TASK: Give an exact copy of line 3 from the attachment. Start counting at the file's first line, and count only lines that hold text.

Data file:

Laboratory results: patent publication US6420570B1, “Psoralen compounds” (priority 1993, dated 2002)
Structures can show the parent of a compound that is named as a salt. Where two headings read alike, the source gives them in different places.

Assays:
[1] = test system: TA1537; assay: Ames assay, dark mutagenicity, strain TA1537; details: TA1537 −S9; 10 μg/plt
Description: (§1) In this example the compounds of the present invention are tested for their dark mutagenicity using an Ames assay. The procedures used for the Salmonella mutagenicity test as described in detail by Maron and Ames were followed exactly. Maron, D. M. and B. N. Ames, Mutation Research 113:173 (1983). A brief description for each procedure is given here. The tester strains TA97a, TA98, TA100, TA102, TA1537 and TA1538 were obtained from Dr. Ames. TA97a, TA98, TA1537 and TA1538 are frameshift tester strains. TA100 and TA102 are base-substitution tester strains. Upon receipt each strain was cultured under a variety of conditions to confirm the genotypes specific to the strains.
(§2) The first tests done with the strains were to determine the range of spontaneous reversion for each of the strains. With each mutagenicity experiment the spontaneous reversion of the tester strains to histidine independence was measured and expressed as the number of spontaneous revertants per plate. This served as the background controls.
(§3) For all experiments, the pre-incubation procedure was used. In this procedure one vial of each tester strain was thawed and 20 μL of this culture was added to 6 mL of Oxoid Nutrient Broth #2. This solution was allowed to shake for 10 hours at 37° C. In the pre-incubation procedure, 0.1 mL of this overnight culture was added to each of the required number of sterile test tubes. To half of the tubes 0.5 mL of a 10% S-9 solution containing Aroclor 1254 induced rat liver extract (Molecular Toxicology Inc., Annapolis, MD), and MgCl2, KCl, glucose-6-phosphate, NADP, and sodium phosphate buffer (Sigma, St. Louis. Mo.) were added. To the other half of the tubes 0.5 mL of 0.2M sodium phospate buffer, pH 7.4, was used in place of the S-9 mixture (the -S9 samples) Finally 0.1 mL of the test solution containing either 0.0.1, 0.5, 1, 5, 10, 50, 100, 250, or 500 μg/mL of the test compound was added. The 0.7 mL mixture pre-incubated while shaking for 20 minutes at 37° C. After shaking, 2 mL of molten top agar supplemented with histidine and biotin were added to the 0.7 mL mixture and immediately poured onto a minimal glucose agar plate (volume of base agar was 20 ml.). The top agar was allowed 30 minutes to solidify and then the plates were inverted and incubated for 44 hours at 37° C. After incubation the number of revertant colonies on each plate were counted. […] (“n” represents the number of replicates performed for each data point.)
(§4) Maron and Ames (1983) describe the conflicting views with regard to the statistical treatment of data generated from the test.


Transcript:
Assays: